The electric motor in a mild system is also used to assist the gas engine—a type of electric “boost”—when accelerating from a stop.
The two functions— permitting the gas engine to be turned off for short periods and helping with acceleration after a stop—can increase fuel economy in a mild hybrid by 10% to 15% over a gasoline-only model of the same weight.
What mild hybrids don’t do is use the electric motor alone to drive the vehicle’s wheels. As a result, there is no all-electric or EV mode in a mild hybrid.
What is a Full Hybrid?
Because they use more powerful electric motors and larger-capacity batteries, full hybrids do everything mild hybrids do and more.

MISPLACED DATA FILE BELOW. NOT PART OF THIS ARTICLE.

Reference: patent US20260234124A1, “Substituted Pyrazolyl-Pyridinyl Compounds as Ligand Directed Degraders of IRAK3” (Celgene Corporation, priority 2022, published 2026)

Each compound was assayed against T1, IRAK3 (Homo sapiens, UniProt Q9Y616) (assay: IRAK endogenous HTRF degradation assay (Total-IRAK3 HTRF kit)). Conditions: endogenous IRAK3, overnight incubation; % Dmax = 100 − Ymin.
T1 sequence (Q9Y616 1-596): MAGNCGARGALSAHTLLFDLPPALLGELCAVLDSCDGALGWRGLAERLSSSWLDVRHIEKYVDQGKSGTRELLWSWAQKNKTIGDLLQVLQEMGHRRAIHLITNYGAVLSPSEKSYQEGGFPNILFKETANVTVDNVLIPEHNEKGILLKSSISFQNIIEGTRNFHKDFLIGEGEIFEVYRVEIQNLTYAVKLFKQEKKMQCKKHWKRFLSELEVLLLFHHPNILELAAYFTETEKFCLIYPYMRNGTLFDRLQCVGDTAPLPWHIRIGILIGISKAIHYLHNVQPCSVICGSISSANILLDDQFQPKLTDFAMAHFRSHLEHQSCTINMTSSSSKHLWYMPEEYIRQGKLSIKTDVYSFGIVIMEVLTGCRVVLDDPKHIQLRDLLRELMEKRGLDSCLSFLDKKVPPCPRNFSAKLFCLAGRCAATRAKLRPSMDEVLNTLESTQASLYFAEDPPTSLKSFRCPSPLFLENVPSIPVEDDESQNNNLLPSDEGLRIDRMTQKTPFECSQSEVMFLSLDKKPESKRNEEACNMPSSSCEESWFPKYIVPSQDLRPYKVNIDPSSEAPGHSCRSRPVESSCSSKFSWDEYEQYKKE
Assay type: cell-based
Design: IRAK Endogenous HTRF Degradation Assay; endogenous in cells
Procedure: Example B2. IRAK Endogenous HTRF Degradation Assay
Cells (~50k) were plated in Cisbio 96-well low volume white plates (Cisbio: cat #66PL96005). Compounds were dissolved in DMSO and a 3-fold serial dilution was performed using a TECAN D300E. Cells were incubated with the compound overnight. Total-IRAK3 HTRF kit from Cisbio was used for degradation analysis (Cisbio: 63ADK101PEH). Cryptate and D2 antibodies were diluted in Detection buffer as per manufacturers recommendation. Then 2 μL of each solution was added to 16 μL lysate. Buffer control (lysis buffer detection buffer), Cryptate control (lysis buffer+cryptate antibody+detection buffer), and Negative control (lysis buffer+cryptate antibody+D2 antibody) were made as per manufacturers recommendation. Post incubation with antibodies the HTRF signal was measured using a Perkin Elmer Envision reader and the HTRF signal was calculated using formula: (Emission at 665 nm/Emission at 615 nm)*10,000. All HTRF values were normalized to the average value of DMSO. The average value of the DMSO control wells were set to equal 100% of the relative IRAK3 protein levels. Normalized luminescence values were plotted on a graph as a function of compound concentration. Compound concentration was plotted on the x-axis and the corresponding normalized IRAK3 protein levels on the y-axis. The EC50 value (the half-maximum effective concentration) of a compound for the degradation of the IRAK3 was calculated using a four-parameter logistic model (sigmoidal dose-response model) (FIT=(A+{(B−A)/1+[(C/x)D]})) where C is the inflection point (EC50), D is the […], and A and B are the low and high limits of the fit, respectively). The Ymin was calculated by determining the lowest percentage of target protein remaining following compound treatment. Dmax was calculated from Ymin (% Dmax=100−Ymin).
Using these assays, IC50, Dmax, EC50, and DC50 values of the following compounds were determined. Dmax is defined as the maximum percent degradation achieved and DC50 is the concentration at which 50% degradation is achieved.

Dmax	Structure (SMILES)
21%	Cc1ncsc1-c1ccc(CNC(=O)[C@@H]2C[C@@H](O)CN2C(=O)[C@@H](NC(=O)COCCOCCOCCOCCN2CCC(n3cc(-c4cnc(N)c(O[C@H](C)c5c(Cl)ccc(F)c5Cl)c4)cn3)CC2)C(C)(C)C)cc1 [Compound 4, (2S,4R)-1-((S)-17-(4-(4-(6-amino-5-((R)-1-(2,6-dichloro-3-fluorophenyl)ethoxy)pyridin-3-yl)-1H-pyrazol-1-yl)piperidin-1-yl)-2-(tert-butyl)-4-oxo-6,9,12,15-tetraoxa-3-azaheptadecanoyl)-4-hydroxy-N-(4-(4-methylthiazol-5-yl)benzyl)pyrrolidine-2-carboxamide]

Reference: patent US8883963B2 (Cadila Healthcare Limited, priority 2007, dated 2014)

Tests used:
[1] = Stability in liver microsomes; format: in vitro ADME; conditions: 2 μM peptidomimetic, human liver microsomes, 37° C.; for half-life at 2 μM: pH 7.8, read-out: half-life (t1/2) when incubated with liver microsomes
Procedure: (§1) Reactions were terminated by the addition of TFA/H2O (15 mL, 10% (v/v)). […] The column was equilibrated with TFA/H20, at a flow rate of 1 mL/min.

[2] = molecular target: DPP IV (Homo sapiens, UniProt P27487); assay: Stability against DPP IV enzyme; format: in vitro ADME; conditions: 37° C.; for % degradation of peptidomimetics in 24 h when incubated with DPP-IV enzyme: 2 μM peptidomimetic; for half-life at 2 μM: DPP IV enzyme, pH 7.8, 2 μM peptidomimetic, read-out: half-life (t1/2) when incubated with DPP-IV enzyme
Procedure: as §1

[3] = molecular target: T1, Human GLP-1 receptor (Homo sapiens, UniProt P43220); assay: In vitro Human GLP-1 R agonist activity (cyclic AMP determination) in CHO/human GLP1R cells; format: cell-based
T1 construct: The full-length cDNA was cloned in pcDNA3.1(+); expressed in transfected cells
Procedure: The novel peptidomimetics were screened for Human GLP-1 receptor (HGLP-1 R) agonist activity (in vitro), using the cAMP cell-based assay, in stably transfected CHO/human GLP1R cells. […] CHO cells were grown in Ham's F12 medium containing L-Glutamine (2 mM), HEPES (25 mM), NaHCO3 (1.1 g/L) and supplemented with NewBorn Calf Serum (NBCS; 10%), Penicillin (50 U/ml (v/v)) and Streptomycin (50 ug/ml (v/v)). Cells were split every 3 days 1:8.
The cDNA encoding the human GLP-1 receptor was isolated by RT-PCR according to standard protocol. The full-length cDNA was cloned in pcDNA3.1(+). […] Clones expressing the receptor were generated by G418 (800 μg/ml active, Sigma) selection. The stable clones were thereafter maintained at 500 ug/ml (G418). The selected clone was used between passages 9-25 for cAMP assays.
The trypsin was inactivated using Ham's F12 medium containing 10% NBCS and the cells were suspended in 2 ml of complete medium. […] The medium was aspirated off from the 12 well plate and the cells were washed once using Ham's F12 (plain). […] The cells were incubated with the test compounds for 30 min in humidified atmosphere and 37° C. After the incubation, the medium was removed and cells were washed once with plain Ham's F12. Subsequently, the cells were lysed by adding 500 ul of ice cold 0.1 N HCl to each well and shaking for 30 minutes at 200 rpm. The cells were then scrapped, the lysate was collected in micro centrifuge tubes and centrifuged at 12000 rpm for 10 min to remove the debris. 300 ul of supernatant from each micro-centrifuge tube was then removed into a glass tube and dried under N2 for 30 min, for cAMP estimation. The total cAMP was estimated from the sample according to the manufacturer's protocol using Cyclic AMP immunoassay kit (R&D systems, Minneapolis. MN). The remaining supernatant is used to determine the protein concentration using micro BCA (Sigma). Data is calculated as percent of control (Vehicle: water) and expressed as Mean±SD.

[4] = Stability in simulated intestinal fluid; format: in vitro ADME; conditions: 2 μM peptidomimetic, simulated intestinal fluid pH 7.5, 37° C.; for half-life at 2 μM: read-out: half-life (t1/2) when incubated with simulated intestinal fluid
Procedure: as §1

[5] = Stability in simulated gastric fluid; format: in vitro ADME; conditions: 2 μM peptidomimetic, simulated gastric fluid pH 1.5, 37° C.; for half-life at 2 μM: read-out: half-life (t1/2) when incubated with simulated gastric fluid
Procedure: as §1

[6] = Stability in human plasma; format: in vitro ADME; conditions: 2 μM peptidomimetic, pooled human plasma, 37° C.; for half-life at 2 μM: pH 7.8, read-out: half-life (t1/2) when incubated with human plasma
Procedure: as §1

They can use their electric motor to enable the vehicle to run in all-electric mode for short periods at low speeds. They also use the electric motor more frequently and for much longer periods to boost the gas engine’s performance.
Full hybrid systems also can be designed to permit the engine to shut down at highway speeds, usually for only a few seconds at a time, whenever there is sufficient power in the battery to run the electric motor. Because the battery recharges while the vehicle is running, these periodic mini-shutdowns can occur dozens of times on a single trip. Typically, the sequencing of these operations is moderated by software integrated into the vehicle. Various states of hybrid operation and charging can be viewed via an infotainment screen or instrument panel.